Improving Transit Choices

Providing a 21st century transit system
 in Raleigh and the Triangle is the single most important investment we can make to improve the quality of life for all Raleigh citizens. Benefits include:
   ·  spending less on gas and the high costs of automobile 
       maintenance
   ·  spending less time in congested traffic
   ·  having better mobility choices, especially for younger and 
       older citizens
   ·  attracting quality companies that expect a 21st century transit 
       system
   ·  having more compact, walkable growth that reduces 
       environmental impacts, depends less on our existing roads, 
       and reduces the infrastructure costs to all taxpayers of new development

At times it has been an uphill battle, and I have been on the front line since 2003. Here are some examples:

Economic Benefits of Transit Oriented Development (TOD)
Over the past decade, Russ has studied many TODs.  Click here to learn about Market Common Clarendon.

The Big Picture: Regional Transit Planning
I share duties with Mayor Meeker in representing Raleigh at our regional transportation planning organization (CAMPO), made up of elected leaders from Wake and surrounding counties. This group is in the midst of reviewing an important new regional transit plan for Wake, Durham and Orange Counties for the next 20 years. There are many challenges ahead in funding and implementing our plan, but Charlotte’s successful transit system is a good model.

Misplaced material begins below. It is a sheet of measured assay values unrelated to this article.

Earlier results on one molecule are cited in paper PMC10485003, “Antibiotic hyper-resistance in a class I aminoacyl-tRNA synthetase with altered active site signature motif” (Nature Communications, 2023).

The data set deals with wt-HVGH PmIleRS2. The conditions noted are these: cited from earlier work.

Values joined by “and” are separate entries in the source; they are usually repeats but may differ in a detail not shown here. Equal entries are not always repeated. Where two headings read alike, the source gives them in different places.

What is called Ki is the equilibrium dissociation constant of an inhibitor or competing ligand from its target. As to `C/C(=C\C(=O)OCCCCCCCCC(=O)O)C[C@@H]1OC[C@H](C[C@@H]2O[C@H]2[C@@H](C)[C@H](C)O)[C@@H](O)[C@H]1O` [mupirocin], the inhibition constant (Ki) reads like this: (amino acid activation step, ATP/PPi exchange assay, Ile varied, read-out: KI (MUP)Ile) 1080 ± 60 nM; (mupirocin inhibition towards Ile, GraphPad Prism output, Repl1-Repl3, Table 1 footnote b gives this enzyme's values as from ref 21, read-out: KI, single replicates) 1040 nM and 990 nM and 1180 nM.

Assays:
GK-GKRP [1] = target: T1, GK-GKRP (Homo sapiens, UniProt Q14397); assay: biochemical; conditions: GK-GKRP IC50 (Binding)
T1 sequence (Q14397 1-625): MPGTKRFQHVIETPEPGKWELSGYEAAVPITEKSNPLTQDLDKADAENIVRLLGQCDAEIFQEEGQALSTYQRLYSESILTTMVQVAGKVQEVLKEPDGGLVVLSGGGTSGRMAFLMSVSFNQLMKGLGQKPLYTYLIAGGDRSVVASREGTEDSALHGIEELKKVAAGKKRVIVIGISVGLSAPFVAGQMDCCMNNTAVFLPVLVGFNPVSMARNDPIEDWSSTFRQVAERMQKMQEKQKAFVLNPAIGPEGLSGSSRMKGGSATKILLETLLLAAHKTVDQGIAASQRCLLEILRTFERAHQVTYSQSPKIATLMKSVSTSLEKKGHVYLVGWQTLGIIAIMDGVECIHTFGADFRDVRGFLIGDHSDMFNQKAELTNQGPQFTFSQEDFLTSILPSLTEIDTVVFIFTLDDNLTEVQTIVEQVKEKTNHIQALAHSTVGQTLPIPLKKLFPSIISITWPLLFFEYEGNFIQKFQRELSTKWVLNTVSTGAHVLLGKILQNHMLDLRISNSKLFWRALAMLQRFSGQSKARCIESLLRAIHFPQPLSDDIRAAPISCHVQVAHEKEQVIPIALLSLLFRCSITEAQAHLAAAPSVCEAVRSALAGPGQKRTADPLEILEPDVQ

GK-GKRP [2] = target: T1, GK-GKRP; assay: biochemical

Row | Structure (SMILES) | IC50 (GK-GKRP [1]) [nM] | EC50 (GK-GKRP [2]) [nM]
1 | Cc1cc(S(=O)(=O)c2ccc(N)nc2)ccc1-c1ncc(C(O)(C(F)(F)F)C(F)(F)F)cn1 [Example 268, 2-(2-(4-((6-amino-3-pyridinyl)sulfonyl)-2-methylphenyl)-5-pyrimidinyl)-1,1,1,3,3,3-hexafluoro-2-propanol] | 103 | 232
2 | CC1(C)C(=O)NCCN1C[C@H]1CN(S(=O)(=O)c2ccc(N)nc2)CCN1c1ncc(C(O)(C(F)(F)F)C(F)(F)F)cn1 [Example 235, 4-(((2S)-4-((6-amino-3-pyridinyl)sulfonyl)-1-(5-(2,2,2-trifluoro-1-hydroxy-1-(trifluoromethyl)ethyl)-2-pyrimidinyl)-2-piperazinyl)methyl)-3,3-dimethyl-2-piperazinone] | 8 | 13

Charlotte's Lesson 
In the fall of 2007, I worked with several councilors to help enlist the Chamber of Commerce and other transit advocates in planning a trip to study Charlotte’s success. More than 50 civic leaders including City Councilors and County Commissioners made a one-day bus trip to Charlotte to learn how they planned and implemented their countywide transit system. Everyone came away impressed with the 70% voter approval of their one-half cent sales tax for high quality bus service and the first leg of their light rail line, which has already sparked almost $2 billion in nearby private investments and new tax base. Our success will depend upon how well we balance funding sources, service benefits  and new private investments throughout the system.

New Transit-Oriented Zoning
As 2003 Chair of the Planning Commission’s Transit & Land Use Committee, I helped draft Raleigh’s new transit zoning rules to promote the kind of high-tax-value redevelopment around transit stations that have been so successful in Charlotte.